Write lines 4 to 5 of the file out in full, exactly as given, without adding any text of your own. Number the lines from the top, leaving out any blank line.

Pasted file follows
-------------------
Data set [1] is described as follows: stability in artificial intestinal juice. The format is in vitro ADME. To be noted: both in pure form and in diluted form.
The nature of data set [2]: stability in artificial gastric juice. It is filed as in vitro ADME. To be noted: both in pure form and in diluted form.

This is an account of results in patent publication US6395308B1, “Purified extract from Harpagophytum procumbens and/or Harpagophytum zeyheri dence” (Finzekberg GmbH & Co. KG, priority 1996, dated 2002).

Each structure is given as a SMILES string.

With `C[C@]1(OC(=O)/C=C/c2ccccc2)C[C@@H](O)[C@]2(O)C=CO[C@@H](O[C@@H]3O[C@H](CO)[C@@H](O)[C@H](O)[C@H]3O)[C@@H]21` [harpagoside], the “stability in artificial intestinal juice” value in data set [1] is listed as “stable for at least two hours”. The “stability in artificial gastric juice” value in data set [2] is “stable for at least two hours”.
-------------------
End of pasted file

Each structure is given as a SMILES string.

With `C[C@]1(OC(=O)/C=C/c2ccccc2)C[C@@H](O)[C@]2(O)C=CO[C@@H](O[C@@H]3O[C@H](CO)[C@@H](O)[C@H](O)[C@H]3O)[C@@H]21` [harpagoside], the “stability in artificial intestinal juice” value in data set [1] is listed as “stable for at least two hours”. The “stability in artificial gastric juice” value in data set [2] is “stable for at least two hours”.